firing fraternity brother

Question:

My fraternity recently won chapter of the year on my campus. We have great guys with great ideas, but we have noticed a decline in interest within the brotherhood. Not as many people are actively involved in the chapter. What are a few tips we can utilize to promote chapter excitement?

Answer:


When you have a situation where guys aren’t as active as they should be, then that is a reflection on the chapter.  That situation is telling you that the chapter is not doing things that the brotherhood is interested in.  To overcome this, you need to reach out to the brothers and figure out what they want from the chapter.  Then you need to provide it.

It is also a reflection of your personal friendships.  Some of the best times a brother will have in a fraternity is just hanging out at the house.  If your brotherhood isn’t doing that, it could be a reason for the apathy you suggest you are having.  The leadership team needs to make a concerted effort to reach out to the brothers and get them to hang out more.  If everyone on the leadership team does this, it won’t be long before the energy is back in your chapter.

With all that being said, make sure you have a problem before you try to fix one.  You are obviously doing something right due to the award you won.

Question:

What is the best way to handle a committee chairman that is consistently doing a poor job at his job?

Answer:

This is a very difficult situation.  If handled poorly, you can damage a lot of relationships.

If you want to remove this person – there are several steps you need to have in place to make sure this isn’t a subjective decision.

First, you need to have a man-to-man talk with them about their performance.  You need to do that being sure they have a clear objective with their job responsibilities.  If they don’t have that, then you don’t have clear grounds that they are failing.  Then, you need to have concrete examples of where they have failed.  Again, this makes it not subjective.

If you have both those components, have a man to man talk with the brother who is failing.  He is your brother, you don’t want him to fail.  Try to coach him along.  Make sure there isn’t a reason why he isn’t succeeding.  If there is, do everything you can to remove that barrier to success.  If he can’t or won’t succeed, then allow him to gracefully resign.  This guy will be your brother when this is all over with, be sure you don’t take away his dignity and hurt his pride.

Finally, if all this doesn’t work, then replace him.  Make it swift and don’t dwell on it.  You will have un-subjective reasons for your decision if you followed the steps above, which will validate your decision.

That is the short answer.  I dedicate an entire chapter to this very subject in my new book – The Chapter President – that I recommend you check out if you are definitely going to remove an officer.  This is a very difficult situation and if handled poorly you may lose a brother in the process.

Question:

I am in a fraternity which is currently a colony, not a chapter.  We really want to charter next semester but we are having a tough time getting guys. We don’t want to take just anyone randomly but we need numbers. What should we do?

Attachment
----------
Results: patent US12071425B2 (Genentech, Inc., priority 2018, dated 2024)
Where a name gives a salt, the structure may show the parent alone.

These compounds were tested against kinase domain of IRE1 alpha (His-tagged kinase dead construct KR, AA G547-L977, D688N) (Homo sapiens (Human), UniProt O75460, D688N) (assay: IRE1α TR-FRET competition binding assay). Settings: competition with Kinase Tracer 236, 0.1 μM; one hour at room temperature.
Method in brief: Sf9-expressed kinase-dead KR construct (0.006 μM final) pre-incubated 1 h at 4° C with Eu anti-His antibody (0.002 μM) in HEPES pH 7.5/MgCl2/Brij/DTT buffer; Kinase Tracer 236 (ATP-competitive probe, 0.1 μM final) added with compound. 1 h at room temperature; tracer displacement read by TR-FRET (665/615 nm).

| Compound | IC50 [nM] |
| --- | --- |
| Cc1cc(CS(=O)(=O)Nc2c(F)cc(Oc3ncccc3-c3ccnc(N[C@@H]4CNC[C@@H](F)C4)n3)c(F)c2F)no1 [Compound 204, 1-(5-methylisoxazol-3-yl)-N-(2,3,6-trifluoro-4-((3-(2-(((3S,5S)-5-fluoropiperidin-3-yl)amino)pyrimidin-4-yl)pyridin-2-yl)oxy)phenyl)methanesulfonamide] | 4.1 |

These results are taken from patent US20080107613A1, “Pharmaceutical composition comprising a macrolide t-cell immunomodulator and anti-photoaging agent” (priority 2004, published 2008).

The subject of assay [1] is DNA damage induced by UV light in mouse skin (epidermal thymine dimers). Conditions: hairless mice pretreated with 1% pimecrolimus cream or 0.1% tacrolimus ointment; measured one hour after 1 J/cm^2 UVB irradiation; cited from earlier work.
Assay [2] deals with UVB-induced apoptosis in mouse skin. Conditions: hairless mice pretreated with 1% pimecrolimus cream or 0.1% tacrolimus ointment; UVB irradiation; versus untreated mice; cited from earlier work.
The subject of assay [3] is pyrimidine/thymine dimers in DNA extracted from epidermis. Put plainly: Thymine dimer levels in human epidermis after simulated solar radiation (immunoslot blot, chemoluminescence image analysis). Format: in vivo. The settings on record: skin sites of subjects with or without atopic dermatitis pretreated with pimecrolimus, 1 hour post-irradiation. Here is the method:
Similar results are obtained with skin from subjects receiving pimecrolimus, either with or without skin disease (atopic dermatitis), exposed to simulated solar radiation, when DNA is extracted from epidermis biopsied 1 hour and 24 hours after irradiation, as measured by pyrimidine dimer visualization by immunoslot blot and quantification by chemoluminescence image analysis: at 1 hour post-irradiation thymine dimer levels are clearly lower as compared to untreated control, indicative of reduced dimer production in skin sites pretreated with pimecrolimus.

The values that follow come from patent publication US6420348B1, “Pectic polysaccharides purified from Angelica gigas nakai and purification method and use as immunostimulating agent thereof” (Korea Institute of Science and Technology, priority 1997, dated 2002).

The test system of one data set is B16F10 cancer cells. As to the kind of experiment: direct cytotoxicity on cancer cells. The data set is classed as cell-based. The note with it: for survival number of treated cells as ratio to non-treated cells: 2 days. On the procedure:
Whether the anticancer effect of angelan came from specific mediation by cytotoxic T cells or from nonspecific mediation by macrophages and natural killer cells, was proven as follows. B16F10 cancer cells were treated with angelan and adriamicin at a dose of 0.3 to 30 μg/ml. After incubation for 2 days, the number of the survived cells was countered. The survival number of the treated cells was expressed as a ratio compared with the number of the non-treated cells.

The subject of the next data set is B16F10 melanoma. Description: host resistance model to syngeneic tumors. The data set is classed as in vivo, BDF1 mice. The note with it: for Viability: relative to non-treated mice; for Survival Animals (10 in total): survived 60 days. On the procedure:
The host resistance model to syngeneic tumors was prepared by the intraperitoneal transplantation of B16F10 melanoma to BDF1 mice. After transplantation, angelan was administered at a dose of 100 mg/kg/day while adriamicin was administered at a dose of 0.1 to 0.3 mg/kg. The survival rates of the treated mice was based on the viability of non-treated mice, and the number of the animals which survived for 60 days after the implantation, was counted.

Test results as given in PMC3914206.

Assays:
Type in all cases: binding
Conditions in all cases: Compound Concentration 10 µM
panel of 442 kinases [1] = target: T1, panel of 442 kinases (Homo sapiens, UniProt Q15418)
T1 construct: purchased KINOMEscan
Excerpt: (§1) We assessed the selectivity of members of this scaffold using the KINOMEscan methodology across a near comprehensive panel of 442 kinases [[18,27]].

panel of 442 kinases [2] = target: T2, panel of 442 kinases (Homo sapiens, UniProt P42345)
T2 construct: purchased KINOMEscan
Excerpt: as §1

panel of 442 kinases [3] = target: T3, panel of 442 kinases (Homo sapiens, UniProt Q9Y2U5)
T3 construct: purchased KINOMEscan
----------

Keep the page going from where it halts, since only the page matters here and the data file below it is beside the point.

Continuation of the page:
Answer:

Check out these two articles:

Fraternity Recruitment – 5 Ways Your Fraternity can KILL It

31 Days to Better Fraternity Recruitment

Question:

I have some financial questions about being in a Fraternity. I am a business student, because of screwing around in HS had to go to community college, but I have got my GPA up to a 3.8 and was offered an opportunity to continue my business studies in China for a year. With that said, it has opened some educational doors for me and I will be now able to go to a much better university. I have always wanted to rush since just my grades originally did not allow for this to happen my first year out of high school. Now that I will have the opportunity to rush I am wondering if it will be possible from a financial perspective. I have no problem taking out a college loan for fraternity dues, but my parents are middle class and getting extra money to blow on going to spring break, going out to eat all the time etc., etc. will be an issue for me. Is this a deal breaker for my future in fraternity?

Answer:

I can’t comment on your financial decision.  I have no idea what your situation is.  I can tell you two things though:

First – if you do not meet your financial obligations to the fraternity then you are not a good brother.  You are leach that sucks the life out of a chapter.  Don’t ever be that guy.

Second – if it is important to you, you can afford it.  I paid my way through school.  I had loans to help which mainly went to my tuition.  All my spending money came from the myriad of jobs I had in school.

Fraternity was important to me, so I found a way to pay my dues.  I typically earned this money during the summer so I wouldn’t have to worry about it during the year.  If fraternity is important to you, then you can do the same thing.

I suggest you try it out.  See if it is worth it. Rush, learn about a few chapters.  See if fraternity is right for you.  If it is, then you will know it.  If it is not, then at least you will be able to live without having that doubt.

These questions were submitted by our readers. If you have a question you want me to answer go here to submit it: Fraternity Advice.






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